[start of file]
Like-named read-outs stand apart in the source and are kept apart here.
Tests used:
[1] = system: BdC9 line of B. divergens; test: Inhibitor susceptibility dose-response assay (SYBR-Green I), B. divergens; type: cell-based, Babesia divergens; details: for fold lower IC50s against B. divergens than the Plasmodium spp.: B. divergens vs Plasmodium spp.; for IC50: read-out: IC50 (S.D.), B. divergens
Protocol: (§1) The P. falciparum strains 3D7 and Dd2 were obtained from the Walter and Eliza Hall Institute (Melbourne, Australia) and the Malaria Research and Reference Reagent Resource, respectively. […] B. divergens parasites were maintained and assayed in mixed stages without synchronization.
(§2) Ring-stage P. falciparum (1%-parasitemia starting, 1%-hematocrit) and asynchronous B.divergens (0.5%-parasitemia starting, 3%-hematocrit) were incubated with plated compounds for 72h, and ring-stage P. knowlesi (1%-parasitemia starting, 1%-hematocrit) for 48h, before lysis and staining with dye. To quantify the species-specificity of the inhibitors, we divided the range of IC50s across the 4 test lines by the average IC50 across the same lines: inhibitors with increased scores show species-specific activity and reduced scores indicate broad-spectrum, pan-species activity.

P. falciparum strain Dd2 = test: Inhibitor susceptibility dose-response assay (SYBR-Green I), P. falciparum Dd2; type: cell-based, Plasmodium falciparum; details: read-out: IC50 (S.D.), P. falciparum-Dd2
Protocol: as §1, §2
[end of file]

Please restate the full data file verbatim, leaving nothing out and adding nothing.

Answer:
Like-named read-outs stand apart in the source and are kept apart here.
Tests used:
[1] = system: BdC9 line of B. divergens; test: Inhibitor susceptibility dose-response assay (SYBR-Green I), B. divergens; type: cell-based, Babesia divergens; details: for fold lower IC50s against B. divergens than the Plasmodium spp.: B. divergens vs Plasmodium spp.; for IC50: read-out: IC50 (S.D.), B. divergens
Protocol: (§1) The P. falciparum strains 3D7 and Dd2 were obtained from the Walter and Eliza Hall Institute (Melbourne, Australia) and the Malaria Research and Reference Reagent Resource, respectively. […] B. divergens parasites were maintained and assayed in mixed stages without synchronization.
(§2) Ring-stage P. falciparum (1%-parasitemia starting, 1%-hematocrit) and asynchronous B.divergens (0.5%-parasitemia starting, 3%-hematocrit) were incubated with plated compounds for 72h, and ring-stage P. knowlesi (1%-parasitemia starting, 1%-hematocrit) for 48h, before lysis and staining with dye. To quantify the species-specificity of the inhibitors, we divided the range of IC50s across the 4 test lines by the average IC50 across the same lines: inhibitors with increased scores show species-specific activity and reduced scores indicate broad-spectrum, pan-species activity.

P. falciparum strain Dd2 = test: Inhibitor susceptibility dose-response assay (SYBR-Green I), P. falciparum Dd2; type: cell-based, Plasmodium falciparum; details: read-out: IC50 (S.D.), P. falciparum-Dd2
Protocol: as §1, §2